Missionaries serving in Western Europe are among the hardest hit. Each time they exchange a dollar for a euro — the currency of the European Union — they’re losing 20 percent of that dollar’s value.

Christopher Watts and his wife, Colleen, are Southern Baptist missionaries from Georgia who’ve served in Rome since 2004. Less than 0.1 percent of the city’s population of 4.1 million is evangelical Christian. Watts calls this a “tragic reality” given that the Apostle Paul himself helped lay the foundation of the church in Rome.

“The last two years have been pretty tough for us,” he says. “The exchange rate is killing us, and while the IMB has done a fantastic job trying to keep up with it, it’s made life harder. … I just hope people are able to recognize the priority that missions should take in the life of every Christian and find a way to continue to give. We can’t accomplish the task without them.”


Southern Baptists’ goal for the 2008 Lottie Moon Christmas Offering is $170 million. Though the figure may sound intimidating in light of America’s struggling economy, IMB President Jerry Rankin encourages churches to rest in God’s providence and continue their 120-year tradition of faithful Lottie Moon support.

“I know that a rough economy hasn’t changed Southern Baptists’ heart for the lost any more than it has changed missionaries’ call to reach them,” Rankin says. “Difficult circumstances don’t excuse us from fulfilling our Great Commission mandate. Hardship and sacrifice, even danger, are all part of the task that Christ has called us to. We are asked only to obey and entrust the rest to our heavenly Father.”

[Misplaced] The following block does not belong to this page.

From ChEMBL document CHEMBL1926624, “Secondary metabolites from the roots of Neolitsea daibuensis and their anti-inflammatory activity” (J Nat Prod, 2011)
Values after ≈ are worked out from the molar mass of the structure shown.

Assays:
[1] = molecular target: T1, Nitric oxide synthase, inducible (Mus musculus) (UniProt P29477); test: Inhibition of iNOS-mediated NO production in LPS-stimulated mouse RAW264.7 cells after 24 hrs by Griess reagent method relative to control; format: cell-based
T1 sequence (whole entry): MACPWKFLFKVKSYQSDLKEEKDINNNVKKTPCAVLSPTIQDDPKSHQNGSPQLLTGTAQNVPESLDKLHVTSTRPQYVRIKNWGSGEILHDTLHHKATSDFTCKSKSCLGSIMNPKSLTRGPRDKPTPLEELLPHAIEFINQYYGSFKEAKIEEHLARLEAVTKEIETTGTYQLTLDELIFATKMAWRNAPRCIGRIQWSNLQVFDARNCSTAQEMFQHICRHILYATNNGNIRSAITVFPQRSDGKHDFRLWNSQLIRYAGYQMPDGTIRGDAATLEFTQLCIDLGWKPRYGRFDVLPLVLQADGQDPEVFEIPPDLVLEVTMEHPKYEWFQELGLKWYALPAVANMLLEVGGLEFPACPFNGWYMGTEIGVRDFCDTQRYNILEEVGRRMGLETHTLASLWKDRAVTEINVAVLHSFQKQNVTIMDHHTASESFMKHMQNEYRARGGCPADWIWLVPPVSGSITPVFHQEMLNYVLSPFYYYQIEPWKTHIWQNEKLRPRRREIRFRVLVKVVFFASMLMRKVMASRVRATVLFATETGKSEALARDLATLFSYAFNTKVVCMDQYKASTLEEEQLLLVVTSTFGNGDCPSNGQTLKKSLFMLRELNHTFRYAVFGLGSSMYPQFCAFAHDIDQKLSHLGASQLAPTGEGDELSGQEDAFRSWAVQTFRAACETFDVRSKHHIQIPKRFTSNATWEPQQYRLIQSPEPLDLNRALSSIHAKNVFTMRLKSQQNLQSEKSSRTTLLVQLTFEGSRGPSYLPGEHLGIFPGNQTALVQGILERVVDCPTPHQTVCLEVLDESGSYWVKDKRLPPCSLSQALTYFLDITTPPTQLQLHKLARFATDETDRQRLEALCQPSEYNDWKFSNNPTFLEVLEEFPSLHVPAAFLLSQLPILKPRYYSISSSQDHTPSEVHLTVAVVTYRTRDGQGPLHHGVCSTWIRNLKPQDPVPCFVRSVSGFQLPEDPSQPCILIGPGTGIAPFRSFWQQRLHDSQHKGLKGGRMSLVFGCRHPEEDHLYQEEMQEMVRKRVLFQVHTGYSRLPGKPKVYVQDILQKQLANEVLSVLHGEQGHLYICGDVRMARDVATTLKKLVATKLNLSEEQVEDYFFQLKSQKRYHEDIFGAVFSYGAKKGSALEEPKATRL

Whatever the outcome of this year’s Lottie Moon offering, Watts offers his heartfelt thanks for Southern Baptists’ support.

“There are no words that can express how much my family appreciates how well our Baptist brothers and sisters take care of us,” he says. “Their prayers sustain our ministries, our spirits and our health, and their financial gifts put a roof over our heads and food on our tables, not to mention Bibles in the hands of the lost and medicine in the hands of the sick and suffering.

“Without their prayers and their gifts, the whole thing falls apart. Our churches in the States are truly the solid ground upon which God builds our ministries.”

Don Graham is a writer with the International Mission Board.